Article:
Magazine article Screen International

Luca Guadagnino Talks 'A Bigger Splash'

Magazine article Screen International

Luca Guadagnino Talks 'A Bigger Splash'

Article excerpt

When Studi°Canal first approached director Luca Guadagnino about refashioning Jacques Deray's 1969 classic La Piscine the Italian was not without misgivings.

"I only had the faded memories of a screening that I saw when I was young, on TV on a summer night," recalls the 43-year old, who plays in competition sixteen years after debuting on the Lido with crime-thriller The Protagonists.

"My instinct was to understand why they wanted me to revise that kind of loungey, soft, erotic film that had been made in order to exploit the star power of the 'couple of the time', Delon and Schneider."

Romy Schneider and Alain Delon – a 60's 'couple mythique' of near-Burton and Taylor proportion - had separated some years before, but their casting opposite each other in the steamy story of a couple whose holiday is unsettled by the arrival of a friend and his beautiful daughter, caused quite a stir, even before they were joined in the cast by the iconic Jane Birkin and celebrated French actor Maurice Renet.

Guadagnino saw inevitable dangers in taking on a known quantity: "I think it was Jean Renoir who said 'You need to leave the door open to reality when you make a film, otherwise you risk making a product.'"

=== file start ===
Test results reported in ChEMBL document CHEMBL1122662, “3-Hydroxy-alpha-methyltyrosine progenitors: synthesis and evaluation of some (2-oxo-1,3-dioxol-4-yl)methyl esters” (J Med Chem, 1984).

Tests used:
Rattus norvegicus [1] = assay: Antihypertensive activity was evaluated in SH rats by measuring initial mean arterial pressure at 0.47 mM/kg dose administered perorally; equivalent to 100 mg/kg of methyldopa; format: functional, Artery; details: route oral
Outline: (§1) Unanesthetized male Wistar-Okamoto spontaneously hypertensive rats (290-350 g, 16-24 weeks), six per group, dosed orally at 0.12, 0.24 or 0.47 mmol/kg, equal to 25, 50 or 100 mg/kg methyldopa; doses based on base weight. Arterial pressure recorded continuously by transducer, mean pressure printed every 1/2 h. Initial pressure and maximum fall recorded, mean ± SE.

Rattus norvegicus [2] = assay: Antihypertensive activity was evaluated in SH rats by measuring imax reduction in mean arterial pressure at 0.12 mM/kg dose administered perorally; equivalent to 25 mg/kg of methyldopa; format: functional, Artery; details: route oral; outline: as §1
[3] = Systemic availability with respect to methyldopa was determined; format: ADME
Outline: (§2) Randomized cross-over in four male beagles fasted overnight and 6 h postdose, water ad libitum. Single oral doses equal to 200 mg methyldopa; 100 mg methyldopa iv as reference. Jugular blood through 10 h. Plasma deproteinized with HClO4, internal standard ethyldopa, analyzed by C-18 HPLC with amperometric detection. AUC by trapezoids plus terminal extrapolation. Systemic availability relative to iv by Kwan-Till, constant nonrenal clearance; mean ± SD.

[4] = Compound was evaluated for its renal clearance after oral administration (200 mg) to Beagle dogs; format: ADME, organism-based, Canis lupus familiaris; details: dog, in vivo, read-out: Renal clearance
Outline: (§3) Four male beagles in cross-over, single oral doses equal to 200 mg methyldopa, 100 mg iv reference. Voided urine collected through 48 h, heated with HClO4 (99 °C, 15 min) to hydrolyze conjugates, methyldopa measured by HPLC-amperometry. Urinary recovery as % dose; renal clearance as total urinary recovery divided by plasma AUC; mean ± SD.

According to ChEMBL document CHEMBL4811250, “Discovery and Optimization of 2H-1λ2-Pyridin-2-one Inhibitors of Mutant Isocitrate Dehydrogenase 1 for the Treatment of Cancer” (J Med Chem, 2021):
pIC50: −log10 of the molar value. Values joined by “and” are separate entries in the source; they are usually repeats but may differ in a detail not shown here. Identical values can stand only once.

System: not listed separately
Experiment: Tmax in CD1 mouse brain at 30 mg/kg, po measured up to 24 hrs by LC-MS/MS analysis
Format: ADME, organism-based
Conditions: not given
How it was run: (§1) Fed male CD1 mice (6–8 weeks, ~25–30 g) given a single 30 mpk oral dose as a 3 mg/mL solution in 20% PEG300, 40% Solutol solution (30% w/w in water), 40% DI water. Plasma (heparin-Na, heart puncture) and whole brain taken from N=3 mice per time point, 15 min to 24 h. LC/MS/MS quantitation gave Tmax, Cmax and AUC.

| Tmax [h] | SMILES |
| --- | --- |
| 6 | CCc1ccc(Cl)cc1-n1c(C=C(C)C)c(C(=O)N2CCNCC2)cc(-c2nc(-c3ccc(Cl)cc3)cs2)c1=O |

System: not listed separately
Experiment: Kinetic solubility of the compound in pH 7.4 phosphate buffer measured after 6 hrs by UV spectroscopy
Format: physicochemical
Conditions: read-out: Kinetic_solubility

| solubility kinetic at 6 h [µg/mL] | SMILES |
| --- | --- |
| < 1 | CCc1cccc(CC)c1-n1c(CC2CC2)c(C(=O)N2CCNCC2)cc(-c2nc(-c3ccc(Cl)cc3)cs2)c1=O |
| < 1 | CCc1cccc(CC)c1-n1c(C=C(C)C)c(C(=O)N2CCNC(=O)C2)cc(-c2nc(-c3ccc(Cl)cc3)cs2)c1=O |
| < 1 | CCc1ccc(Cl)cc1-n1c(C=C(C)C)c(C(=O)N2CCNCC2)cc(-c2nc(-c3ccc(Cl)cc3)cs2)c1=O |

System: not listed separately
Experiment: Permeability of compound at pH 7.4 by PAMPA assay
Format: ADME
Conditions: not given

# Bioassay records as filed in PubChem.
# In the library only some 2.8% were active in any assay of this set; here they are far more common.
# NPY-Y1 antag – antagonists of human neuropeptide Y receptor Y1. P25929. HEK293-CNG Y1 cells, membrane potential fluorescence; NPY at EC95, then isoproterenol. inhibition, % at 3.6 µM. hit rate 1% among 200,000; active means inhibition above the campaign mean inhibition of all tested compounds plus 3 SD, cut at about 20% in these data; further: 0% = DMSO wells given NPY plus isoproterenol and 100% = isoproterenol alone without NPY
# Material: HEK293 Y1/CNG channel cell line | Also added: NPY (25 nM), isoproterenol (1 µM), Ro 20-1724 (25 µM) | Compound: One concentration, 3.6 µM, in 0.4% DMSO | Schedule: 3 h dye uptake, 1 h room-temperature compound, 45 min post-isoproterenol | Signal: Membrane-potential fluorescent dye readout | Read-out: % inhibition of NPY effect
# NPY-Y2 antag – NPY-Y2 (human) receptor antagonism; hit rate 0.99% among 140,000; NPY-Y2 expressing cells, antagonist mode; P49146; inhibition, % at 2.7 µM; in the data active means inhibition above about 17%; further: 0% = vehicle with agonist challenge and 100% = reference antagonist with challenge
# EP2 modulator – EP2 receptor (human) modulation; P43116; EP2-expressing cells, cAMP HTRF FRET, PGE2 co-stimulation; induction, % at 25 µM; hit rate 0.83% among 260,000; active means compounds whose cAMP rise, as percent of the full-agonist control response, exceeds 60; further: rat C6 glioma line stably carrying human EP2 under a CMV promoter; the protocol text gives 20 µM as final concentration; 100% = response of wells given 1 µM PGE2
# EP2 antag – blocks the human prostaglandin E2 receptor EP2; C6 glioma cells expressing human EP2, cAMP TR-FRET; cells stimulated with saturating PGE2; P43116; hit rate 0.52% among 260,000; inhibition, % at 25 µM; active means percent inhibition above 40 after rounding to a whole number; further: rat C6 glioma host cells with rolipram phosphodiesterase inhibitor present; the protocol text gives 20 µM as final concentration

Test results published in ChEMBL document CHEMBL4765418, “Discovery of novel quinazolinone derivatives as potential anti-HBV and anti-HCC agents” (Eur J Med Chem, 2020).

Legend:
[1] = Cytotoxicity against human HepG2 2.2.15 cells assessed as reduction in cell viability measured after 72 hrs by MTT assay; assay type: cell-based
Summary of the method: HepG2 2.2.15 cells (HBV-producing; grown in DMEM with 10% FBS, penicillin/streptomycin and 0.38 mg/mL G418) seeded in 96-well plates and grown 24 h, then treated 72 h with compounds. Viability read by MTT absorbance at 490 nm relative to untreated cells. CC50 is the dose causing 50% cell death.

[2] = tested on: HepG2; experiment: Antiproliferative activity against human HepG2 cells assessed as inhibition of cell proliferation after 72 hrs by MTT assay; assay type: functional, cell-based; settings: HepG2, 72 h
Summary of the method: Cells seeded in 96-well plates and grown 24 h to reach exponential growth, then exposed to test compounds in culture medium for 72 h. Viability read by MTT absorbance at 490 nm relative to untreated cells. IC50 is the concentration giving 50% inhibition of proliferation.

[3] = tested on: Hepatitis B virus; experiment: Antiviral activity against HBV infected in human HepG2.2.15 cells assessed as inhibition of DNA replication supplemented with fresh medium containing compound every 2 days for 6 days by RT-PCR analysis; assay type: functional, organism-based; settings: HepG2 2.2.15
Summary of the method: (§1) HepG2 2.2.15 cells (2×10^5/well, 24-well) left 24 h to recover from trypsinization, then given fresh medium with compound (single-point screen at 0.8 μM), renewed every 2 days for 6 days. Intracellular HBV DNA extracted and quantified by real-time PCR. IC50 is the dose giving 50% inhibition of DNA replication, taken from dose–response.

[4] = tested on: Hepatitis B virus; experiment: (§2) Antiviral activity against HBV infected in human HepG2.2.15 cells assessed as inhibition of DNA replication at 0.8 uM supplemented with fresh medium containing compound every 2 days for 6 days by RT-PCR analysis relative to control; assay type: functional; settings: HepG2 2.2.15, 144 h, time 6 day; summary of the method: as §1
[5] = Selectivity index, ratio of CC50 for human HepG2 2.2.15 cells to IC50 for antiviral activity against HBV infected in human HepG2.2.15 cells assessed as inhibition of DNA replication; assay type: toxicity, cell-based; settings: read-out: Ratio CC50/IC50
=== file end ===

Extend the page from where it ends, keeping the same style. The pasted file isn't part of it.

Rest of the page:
Indeed, the film had already proved a major influence on Francois Ozon's 2003 drama The Swimming Pool.

So the aim was to "move away from La Piscine with grace and with freedom," says the director who prefers to term A Bigger Splash 'apres La Piscine' rather than a remake.

But Guadagnino also made connections between the source material and themes that have permeated his own films, including his most recent feature drama, the Oscar and BAFTA-nominated I Am Love (2009).

"Basically, I realised that in it lied the ground to explore topics that are very close and very dear to me, such as the power of desire as a subconscious force that navigates people in life, creating conflict, regrets, obsession and distraction, just as much as creativity."

Erotic tension

The film's taut scenario, originally devised by Deray, Jean-Claude Carriere and Alain Page but updated by David Kajganich (The Invasion), would in fact afford Guadagnino an enviable canvas on which to navigate his own desires, in particular through an eclectic and in-demand quartet of actors: Ralph Fiennes, Dakota Johnson, Matthias Schoenaerts and the director's long-time collaborator and muse Tilda Swinton.

"We didn't cast the film by thinking 'who could best embody the 1969 cast', he explains.

The director was instead motivated by a deeper urge. "In general the people I want to work with – the players - are people I need to feel an incredible erotic tension toward. And because, for me at least, to direct, to interact with people, and to collaborate with people, has to do with desire and it has to do with the capacity of being driven by the strong force of wanting to be with them."

"When the movie finishes, great friendships are started, and you relax your eroticism towards your actors, but it's important that you feel for them," he continues.

"Imagine Scorsese and De Niro if there wasn't such a tension," he expands. "Or Almodovar and his actresses. I'm not comparing myself to such masters but I'm talking about the secret love that underlies the relationship between actors, actresses and directors. …

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